I've seen some very strong points made about whether the woman should be taken off life support. Having thought a lot about this yesterday, I came to two conclusions.
First, I'm opposed to her being taken off life support simply because it was her 'wish' in this case because, the article (if I read it correctly) did not say one thing about her being taken off of life support if she happened to be pregnant at the time. If that had been some kind of provision in her will or written wishes, I would not have as big of a problem. No, I would not support the choice. But I would respect it, as it was hers to make. I do think that it's callous that someone says 'It was her wish to be taken off of life support and we should do that just because it was her wish' and then seemingly not even thinking about the life (possible life) of the fetus. Had her will or wishes stated that 'even if I'm found to be pregnant, take me off of life support' that would be a different matter. Do I believe that the sate has the right to decide what happens with a woman's body(said woman because of the issue of abortion, but I don't believe the state should have the right to say what anybody does with their body, within reason that is)? No I don't. I believe that choice should be up to the individual.
Second, I'm opposed to most abortions with a few extenuating circumstances that I mentioned before. I do believe that if a child is so deformed and or will be so mentally handicapped that there won't be much quality of life, then yes, sometimes an abortion is more humane than a life of suffering. But in that case, where is the line drawn? When does it become a case of someone not wanting to 'deal with' a less than perfect child? I have two perspectives, one is that my grandmother had a still born. The child was severely deformed in the fact that it had a head significantly larger than the rest of its underdeveloped body. If that child had survived, it wouldn't have been long for the world nor would my grandparents have known any kind of joy. The child would have been severely mentally and physically handicapped and would have more than likely never been able to leave a hospital. They were not wealthy and so it would have taken everything they had and more to give the child any kind of comfort. All that child would have known was suffering. My grandmother always said that the child being still born (while it grieved her) was merciful. In a case like that, I do believe that an abortion would have been the appropriate thing to do. However, my own mother was advised by the first doctor she saw to have an abortion. He didn't want to deal with a possible at risk patient. My mother was over weight at the time. She went to another doctor and thirty - three years later, here I sit. My mother was twenty - six and lived to the age of fifty - seven.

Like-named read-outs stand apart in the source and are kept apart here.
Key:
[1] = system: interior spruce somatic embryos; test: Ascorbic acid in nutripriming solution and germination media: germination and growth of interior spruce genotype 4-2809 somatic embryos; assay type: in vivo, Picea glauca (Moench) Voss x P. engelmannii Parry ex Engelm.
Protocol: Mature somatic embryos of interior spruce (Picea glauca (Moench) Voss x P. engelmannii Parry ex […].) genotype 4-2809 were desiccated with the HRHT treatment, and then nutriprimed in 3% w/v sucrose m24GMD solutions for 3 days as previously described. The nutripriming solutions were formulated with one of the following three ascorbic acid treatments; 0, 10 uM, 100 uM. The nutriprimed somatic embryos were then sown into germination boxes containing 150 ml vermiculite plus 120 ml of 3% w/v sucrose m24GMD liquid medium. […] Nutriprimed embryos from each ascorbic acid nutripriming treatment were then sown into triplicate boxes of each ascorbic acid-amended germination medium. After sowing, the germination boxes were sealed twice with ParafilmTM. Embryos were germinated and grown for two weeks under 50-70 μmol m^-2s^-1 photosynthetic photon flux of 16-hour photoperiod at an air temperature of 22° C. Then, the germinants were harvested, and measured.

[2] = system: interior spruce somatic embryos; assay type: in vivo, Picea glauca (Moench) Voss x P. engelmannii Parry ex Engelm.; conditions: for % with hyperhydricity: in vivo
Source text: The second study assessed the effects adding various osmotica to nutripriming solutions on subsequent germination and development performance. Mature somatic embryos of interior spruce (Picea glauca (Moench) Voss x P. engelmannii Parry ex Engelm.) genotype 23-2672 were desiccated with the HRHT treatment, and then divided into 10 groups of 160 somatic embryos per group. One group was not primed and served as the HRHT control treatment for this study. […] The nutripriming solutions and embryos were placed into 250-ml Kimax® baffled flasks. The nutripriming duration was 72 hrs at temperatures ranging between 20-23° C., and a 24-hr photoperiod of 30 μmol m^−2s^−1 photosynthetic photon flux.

The question of when is an abortion appropriate has been swirling around in my head. While I do believe that some severely mentally and physically handicapped fetuses should be aborted. I do not believe that every fetus just because there might be a mental defect should be. There are the high functioning mentally handicapped that lead more or less normal lives, needing little interaction or only a bit of help from a family member. There are mentally ill individuals that lead absolutely normal lives under the care of a doctor and the right medication therapy. So, I have to ask, where is the line drawn at mental or physical impairment being grounds for abortion?
There is one last question that I have. And this is one that I feel is most pertinent. Is there a way or a test that can be performed to find out if the fetus will have some kind of mental or physical handicap? Is there a way for the doctors to know pretty much for sure if the fetus could ever have a normal quality of life? It was deprived of oxygen and there was probably damage done. Possibly severe damage. So, I would like to know, is there a test?